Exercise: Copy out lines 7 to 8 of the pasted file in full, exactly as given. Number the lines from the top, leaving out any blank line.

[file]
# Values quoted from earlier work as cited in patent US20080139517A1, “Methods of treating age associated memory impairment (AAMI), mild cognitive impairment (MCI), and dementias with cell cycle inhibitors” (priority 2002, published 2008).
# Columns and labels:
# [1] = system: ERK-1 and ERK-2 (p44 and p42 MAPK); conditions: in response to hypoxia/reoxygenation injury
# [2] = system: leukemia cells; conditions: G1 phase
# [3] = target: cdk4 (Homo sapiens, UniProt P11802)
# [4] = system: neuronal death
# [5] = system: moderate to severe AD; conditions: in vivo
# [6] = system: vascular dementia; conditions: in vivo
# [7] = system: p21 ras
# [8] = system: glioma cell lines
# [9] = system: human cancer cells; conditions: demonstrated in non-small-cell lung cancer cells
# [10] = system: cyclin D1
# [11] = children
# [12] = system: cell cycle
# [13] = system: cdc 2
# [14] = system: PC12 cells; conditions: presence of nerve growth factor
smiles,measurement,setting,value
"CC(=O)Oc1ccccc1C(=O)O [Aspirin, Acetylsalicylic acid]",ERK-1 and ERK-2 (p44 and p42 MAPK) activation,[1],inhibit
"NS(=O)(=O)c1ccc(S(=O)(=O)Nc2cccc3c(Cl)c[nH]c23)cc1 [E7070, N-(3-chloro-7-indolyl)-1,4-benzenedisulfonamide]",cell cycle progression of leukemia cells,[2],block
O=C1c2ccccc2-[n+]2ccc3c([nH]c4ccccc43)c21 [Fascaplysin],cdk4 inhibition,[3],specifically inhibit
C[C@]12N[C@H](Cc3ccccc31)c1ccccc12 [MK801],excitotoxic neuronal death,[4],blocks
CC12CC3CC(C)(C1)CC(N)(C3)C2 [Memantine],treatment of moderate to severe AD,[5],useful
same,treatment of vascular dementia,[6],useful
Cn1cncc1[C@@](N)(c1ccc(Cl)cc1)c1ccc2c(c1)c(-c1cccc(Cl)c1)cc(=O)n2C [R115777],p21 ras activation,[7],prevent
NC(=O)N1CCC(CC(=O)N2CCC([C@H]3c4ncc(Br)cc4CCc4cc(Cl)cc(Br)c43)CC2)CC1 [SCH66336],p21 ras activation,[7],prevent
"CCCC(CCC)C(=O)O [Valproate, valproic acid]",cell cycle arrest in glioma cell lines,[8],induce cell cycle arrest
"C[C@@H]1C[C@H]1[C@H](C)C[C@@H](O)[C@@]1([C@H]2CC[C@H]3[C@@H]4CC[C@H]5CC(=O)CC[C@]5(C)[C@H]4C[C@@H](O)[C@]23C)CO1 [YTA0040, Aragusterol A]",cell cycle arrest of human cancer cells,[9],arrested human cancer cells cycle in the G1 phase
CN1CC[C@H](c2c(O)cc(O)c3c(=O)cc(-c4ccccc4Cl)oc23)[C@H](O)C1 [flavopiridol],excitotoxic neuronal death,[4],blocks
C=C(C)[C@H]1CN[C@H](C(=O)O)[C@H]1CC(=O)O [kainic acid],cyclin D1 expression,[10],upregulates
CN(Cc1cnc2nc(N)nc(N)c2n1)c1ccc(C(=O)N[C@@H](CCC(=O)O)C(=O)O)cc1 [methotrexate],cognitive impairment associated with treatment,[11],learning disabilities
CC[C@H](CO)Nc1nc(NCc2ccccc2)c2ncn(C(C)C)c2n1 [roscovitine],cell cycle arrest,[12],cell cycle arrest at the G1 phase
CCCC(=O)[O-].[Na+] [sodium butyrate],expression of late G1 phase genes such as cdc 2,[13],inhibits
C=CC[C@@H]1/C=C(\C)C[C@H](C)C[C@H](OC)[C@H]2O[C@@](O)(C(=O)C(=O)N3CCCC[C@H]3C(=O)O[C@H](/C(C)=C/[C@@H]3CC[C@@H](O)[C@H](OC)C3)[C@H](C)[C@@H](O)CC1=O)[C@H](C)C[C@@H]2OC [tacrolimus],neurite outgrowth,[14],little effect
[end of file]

# [5] = system: moderate to severe AD; conditions: in vivo
# [6] = system: vascular dementia; conditions: in vivo